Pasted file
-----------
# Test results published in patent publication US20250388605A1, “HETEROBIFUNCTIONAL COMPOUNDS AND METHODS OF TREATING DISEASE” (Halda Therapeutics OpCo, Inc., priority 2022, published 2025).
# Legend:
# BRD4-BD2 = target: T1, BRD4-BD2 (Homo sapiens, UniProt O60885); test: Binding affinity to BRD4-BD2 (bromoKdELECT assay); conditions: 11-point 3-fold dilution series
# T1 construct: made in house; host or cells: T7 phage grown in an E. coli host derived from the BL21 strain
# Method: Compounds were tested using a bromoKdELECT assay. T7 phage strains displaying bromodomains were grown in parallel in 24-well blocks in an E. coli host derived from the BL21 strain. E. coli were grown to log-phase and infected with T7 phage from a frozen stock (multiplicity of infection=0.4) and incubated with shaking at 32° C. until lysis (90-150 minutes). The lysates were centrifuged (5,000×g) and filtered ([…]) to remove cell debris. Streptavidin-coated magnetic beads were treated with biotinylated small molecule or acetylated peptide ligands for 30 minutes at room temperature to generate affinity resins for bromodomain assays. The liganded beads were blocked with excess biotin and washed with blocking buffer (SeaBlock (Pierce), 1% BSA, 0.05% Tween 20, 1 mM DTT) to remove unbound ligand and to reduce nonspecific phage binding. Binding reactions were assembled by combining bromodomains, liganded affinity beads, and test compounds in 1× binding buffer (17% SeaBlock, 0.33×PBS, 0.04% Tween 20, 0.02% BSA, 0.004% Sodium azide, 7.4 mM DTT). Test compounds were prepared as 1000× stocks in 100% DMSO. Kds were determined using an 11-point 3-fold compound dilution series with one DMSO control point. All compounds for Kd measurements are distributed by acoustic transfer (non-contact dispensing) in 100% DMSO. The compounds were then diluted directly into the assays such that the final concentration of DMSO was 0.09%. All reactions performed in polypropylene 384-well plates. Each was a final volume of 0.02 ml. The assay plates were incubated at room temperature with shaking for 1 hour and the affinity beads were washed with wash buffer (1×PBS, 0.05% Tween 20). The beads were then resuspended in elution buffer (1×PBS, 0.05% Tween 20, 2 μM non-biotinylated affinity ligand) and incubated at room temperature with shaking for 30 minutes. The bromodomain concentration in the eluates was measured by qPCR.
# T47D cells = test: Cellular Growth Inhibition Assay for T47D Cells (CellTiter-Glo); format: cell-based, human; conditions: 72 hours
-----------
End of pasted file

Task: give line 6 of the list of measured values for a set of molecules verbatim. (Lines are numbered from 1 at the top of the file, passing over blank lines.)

# T47D cells = test: Cellular Growth Inhibition Assay for T47D Cells (CellTiter-Glo); format: cell-based, human; conditions: 72 hours